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The Pleasures of the Damned: Poems, 1951-1993by Charles Bukowski
Synopses & Reviews
To his legions of fans, Charles Bukowski wasand — and remainsand — the quintessential counterculture icon. A hard-drinking wild man of literature and a stubborn outsider to the poetry world, he wrote unflinchingly about booze, work, and women, in raw, street-tough poems whose truth has struck a chord with generations of readers.
Edited by John Martin, the legendary publisher of Black Sparrow Press and a close friend of Bukowski's, The Pleasures of the Damned is a selection of the best works from Bukowski's long poetic career, including the last of his never-before-collected poems. Celebrating the full range of the poet's extraordinary and surprising sensibility, and his uncompromising linguistic brilliance, these poems cover a rich lifetime of experiences and speak to Bukowski's and "immense intelligence, the caring heart that saw through the sham of our pretenses and had pity on our human conditionand" (New York Quarterly).
The Pleasures of the Damned is an astonishing poetic treasure trove, essential reading for both longtime fans and those just discovering this unique and legendary American voice.
"Bukowski's chatty free verse (and fiction) about disappointment, drunkenness, racetracks, flophouses, lust, sexual failure, poverty and late-life success amassed an enormous following by the time of his death at age 73 in 1994. Billed as the last book with new Bukowski poems in it, this hefty collection also culls from his prior books, and it is all of a piece: the warnings about lost potency, the ironic takes on ailments of mind and body, the comradeship with everyone down at the heels, down on his luck, or down to his last shot of booze. Bukowski's best poems have an exaggerated, B-movie black-and-white aura about them. One new poem warns 'that/ nothing is wasted:/ either that/ or/ it all is.' In another, 'hell is only what we/ create,/ smoking these cigarettes,/ waiting here,/ wondering here.' Near the front of the volume comes a page-and-a-half-long verse manifesto, 'a poem is a city,' that might describe what Bukowski could do: 'a poem is a city filled with streets and sewers,' it begins, 'filled with saints, heroes, beggars, madmen... banality and booze,' and yet 'a poem is the world.'" Publishers Weekly (Starred Review) (Copyright Reed Business Information, Inc.)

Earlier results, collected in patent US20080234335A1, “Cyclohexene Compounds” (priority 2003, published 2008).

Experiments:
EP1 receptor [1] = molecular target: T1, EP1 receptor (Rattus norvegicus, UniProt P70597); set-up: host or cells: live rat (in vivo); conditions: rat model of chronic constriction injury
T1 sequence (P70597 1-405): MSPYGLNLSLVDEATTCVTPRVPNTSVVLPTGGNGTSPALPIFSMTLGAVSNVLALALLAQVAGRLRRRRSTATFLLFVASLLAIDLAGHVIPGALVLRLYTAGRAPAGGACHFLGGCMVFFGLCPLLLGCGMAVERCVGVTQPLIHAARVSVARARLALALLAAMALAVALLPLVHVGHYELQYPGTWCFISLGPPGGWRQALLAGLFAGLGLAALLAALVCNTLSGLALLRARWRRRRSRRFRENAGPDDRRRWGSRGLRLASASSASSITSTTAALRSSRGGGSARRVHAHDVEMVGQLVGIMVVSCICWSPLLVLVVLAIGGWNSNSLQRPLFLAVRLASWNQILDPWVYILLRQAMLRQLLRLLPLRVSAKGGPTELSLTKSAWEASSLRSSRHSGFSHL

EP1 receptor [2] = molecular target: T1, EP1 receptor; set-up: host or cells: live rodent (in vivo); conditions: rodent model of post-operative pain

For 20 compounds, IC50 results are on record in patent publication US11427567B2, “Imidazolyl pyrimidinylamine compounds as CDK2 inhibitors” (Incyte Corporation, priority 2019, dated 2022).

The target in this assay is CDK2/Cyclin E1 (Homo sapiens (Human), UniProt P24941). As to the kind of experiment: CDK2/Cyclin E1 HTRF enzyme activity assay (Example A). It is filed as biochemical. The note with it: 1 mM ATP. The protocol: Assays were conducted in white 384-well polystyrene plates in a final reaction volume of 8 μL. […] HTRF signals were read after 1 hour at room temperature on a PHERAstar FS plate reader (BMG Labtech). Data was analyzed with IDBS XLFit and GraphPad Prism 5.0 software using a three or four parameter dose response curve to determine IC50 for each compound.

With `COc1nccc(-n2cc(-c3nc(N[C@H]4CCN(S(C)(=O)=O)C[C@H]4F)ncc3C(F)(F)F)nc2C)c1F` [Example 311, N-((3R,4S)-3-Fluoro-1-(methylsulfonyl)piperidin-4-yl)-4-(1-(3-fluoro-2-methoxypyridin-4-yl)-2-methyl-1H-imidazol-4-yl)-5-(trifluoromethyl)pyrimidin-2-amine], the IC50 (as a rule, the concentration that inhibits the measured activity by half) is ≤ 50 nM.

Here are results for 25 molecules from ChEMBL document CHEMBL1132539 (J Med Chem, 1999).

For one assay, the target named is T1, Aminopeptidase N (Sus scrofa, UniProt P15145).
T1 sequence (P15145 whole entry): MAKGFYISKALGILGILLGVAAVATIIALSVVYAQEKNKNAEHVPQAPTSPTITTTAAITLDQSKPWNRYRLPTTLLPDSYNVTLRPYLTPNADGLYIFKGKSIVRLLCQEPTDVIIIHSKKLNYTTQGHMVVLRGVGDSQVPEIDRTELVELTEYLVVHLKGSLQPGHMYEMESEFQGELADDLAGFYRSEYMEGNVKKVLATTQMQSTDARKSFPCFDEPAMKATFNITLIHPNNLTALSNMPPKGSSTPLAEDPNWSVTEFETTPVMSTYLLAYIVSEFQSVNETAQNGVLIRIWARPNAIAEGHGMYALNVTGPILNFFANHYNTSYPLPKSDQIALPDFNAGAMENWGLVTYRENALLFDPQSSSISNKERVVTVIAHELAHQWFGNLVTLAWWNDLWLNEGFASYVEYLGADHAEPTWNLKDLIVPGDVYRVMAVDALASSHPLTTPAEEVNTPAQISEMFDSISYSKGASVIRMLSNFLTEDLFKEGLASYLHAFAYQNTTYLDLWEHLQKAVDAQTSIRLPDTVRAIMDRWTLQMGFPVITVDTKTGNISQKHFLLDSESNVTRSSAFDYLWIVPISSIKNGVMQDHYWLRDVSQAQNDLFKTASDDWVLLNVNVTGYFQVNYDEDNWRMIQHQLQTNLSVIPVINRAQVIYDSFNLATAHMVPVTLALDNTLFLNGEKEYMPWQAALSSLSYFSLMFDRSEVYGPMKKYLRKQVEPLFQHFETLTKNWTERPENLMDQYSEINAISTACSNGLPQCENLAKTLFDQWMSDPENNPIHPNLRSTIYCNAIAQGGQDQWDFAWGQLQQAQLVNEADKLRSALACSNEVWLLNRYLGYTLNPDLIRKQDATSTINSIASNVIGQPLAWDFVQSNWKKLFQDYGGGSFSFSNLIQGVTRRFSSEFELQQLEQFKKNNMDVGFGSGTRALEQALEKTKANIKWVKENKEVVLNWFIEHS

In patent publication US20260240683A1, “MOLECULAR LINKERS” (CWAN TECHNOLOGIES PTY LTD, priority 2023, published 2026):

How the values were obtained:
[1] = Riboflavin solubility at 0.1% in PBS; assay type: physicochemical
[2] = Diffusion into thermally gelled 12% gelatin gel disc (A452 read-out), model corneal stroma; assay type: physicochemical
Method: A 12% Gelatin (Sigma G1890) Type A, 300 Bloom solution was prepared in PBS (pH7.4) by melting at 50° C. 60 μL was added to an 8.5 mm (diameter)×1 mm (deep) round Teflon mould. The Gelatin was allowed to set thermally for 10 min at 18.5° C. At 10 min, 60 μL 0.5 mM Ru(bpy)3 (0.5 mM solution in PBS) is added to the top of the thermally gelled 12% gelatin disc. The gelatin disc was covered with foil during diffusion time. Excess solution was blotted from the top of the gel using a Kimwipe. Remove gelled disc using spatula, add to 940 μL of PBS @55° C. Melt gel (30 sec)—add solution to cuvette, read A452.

< P> To his legions of fans, Charles Bukowski was& ndash; & ndash; and remains& ndash; & ndash; a counterculture icon. A hard& ndash; drinking wild man of literature, a stubborn outsider to the poetry world, he struck a chord with generations of readers, writing raw, tough poetry about booze, work, and women, that spoke to his fans as "real" and, like the work of the Beats, even dangerous. < /P> < P> THE PLEASURES OF THE DAMNED is a selection of the best works of Bukowski's later years, edited by John Martin of Black Sparrow Press, including the last of his new, never& ndash; before& ndash; published poems.< /P>
About the Author
Charles Bukowski is one of America's best-known contemporary writers of poetry and prose, and, many would claim, its most influential poet. He was born in Andernach, Germany, and brought to the United States at the age of three. He was raised in Los Angeles and lived there for fifty years. He published his first story in 1944, when he was twenty-four, and began writing poetry when he was thirty-five. He died in San Pedro, California, on March 9, 1994, at the age of seventy-three. During his lifetime he published over forty-five books of poetry and prose — many translated into more than a dozen languages. His worldwide popularity remains undiminished, and Ecco is proud to publish the five posthumous collections of his work (this volume is the fifth and final) in addition to a new selection of his later works, The Pleasures of the Damned.
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